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Posts Tagged ‘BP’

How to Plug an Oil Leak with Corn Starch

February 1, 2011 3 comments

NASA'S Terra Satellite captured this image of the Deepwater Horizon oil slick on May 24, 2010. (Photo: NASA/GSFC)

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One of the biggest, if not THE biggest news story of 2010 was the Deepwater Horizon oil spill. The spill released over 200 million gallons of crude oil into the Gulf of Mexico and is one of the biggest man-made natural disasters in history.

The spill lasted for nearly 3 months due to the high difficulty of plugging the well. One such attempt to plug the leak was the “top-kill” method, which involves releasing a heavy fluid (“mud”) into the well in hopes that it would sink to the bottom and stem the flow of oil. BP’s attempt at this failed, and a paper published online yesterday in Physical Review Letters entitled “Viscoelastic Suppression of Gravity-Driven Counterflow Instability” explains why, and how they could have done better.

So you can imagine the problem like this: you have a well gushing oil upwards. You want to slow down this flow of oil, so you release a dense fluid down into the well and hope it will flow downwards, against the pressure of the oil.

When two different fluids come into contact at different velocities it generates turbulence at the interface. This is called the Kelvin-Helmholtz instability. You have seen it before when you look out onto the ocean or a body of water and the wind creates ripples and small waves on the water. Turbulence is being generated at the interface of the water and the air causing those ripples.

A similar thing happens when oil meets a dense fluid. If the turbulence generated at the interface of the two fluids is high enough to break the “mud” into tiny droplets, then the top-kill method will fail because the mud simply breaks apart and won’t plug the well.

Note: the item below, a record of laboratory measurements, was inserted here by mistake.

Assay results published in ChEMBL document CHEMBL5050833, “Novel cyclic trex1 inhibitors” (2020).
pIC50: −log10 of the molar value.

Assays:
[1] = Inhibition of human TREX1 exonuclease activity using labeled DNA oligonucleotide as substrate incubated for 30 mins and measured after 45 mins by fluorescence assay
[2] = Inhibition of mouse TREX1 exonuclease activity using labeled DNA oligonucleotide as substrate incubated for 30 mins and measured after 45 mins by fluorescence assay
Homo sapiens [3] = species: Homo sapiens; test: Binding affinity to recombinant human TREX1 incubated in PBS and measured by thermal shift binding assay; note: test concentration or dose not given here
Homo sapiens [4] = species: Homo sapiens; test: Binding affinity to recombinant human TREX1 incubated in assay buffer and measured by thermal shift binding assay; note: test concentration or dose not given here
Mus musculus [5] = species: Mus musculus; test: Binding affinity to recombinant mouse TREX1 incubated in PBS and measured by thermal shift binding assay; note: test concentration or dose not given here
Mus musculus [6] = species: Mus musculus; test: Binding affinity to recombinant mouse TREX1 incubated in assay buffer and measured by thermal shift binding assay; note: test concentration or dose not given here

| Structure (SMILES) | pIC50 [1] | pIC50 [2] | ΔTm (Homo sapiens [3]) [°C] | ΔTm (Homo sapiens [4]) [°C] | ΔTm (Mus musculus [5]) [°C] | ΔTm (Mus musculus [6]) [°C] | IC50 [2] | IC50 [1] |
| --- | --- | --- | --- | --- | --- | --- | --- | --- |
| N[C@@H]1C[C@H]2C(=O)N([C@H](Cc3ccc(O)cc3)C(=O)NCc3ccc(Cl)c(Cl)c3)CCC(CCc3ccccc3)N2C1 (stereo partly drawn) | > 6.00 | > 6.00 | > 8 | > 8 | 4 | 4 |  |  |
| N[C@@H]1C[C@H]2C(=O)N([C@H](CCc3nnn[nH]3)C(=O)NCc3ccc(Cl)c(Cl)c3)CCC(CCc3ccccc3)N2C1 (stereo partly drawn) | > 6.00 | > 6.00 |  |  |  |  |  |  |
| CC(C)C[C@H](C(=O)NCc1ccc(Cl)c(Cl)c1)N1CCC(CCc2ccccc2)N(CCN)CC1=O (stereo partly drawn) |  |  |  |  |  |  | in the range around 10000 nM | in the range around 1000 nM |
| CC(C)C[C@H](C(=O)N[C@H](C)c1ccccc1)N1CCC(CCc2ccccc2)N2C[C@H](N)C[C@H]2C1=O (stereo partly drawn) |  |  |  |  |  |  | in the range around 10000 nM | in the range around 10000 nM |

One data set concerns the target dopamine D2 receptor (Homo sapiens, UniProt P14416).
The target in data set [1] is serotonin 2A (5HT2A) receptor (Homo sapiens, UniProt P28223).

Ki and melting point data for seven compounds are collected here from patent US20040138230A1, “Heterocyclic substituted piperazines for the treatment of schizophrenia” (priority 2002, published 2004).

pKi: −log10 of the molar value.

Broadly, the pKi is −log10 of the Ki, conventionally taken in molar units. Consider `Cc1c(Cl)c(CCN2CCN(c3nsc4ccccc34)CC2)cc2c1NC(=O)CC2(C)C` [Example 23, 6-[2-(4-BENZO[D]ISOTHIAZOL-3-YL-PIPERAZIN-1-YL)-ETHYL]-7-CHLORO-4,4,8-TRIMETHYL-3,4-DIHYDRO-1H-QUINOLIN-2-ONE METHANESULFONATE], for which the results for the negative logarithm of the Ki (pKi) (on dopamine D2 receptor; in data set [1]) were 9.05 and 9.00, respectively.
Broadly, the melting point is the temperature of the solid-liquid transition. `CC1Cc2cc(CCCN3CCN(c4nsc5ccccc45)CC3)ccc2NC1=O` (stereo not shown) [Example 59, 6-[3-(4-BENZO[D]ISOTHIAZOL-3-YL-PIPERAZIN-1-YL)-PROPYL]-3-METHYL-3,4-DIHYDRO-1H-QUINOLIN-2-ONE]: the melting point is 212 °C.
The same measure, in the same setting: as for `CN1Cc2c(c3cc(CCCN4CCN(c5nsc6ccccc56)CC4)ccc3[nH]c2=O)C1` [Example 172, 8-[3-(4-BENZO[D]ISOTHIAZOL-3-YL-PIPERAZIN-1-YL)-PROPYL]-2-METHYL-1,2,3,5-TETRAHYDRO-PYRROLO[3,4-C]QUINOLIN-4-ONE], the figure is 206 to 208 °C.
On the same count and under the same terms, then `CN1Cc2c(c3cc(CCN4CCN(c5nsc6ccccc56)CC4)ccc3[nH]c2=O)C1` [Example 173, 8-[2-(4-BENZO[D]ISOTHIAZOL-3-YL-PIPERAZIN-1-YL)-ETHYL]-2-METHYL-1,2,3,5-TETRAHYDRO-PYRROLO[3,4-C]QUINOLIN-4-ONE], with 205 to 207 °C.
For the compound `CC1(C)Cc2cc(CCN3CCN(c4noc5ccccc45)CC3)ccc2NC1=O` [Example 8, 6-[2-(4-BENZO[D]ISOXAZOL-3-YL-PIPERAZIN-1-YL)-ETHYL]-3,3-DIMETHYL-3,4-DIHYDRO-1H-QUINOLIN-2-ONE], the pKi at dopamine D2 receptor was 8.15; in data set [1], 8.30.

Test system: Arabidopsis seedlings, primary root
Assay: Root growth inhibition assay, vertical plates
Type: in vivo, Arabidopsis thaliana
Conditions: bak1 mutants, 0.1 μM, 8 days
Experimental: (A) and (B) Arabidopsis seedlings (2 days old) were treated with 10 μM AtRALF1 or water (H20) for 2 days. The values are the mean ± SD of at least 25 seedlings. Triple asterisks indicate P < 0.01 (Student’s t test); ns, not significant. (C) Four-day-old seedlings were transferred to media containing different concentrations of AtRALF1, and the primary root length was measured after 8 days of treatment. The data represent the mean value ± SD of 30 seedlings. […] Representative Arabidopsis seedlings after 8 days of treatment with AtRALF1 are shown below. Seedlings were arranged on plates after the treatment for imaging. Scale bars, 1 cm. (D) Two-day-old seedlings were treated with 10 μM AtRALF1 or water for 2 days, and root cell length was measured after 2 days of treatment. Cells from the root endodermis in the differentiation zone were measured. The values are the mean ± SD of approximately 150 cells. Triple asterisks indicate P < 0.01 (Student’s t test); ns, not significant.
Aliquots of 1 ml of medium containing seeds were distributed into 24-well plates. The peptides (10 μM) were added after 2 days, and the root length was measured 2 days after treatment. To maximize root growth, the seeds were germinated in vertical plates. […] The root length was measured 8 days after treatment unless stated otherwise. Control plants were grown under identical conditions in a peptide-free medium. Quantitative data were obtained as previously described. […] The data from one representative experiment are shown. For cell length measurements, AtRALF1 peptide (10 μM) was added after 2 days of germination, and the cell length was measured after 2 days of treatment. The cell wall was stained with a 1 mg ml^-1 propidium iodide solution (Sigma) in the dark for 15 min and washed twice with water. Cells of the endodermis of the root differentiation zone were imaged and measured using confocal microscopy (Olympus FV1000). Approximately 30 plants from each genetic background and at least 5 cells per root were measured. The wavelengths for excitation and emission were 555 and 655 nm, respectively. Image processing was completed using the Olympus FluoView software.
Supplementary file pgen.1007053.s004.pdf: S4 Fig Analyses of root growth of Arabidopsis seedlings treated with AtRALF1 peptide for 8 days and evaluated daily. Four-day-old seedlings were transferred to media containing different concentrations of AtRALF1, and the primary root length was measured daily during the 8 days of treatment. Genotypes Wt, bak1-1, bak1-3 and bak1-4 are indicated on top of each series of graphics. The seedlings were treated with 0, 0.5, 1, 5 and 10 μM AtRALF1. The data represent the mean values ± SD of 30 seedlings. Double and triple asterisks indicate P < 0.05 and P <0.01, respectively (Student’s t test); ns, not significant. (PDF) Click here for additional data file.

In this paper, the authors demonstrate a fluid which overcomes the Kelvin-Helmholtz instability under conditions similar to those at the site of the Deepwater Horizon spill.

First, however, they theoretically study the effect of using a typical water-based mud in a top kill method for conditions similar to those at Deepwater. What they found was that a typical mud would not have descended quickly enough into the mud to be effective. In other words, the velocity of the oil shooting up the well was much greater than the rate at which the mud would have descended into the oil, resulting in the mud simply being washed out of the well. This would explain why BP’s top-kill attempt had failed.

The authors then tested their own recipe for a mud which may have worked. They introduced a “dilatant polymer with shear-thickening and viscoelastic properties”. What this means is they added a material which would actually get harder under stress (shear-thickening) and resist breaking apart when in contact with the oil. In fact, the force of the oil moving upwards is what would cause it to get harder.

A fluid like this is made of a corn-starch water emulsion. Under high shear stress this fluid gains a “tramponlinelike” behaviour, helping it resist the turbulent flow of the oil.

To test their fluid, they “filled a transparent column 1.6 m tall and 63 mm in internal diameter with a transparent light mineral oil”. They then released their mud into the oil and observed the effects. Using a plunger they simulated the movement of oil over the mud. They found that their corn-starch mixture did not break apart and descended as a coherent “slug”.

The also found that the slug descended at a rate fast enough that it would have overcome the upward velocity of the oil from the Deepwater well. However, they did note that the experiment would have to be repeated at a larger scale to gain a better idea if this would be a useful approach for an actual oil spill.

Beiersdorfer, P., Layne, D., Magee, E., & Katz, J. (2011). Viscoelastic Suppression of Gravity-Driven Counterflow Instability Physical Review Letters, 106 (5) DOI: 10.1103/PhysRevLett.106.058301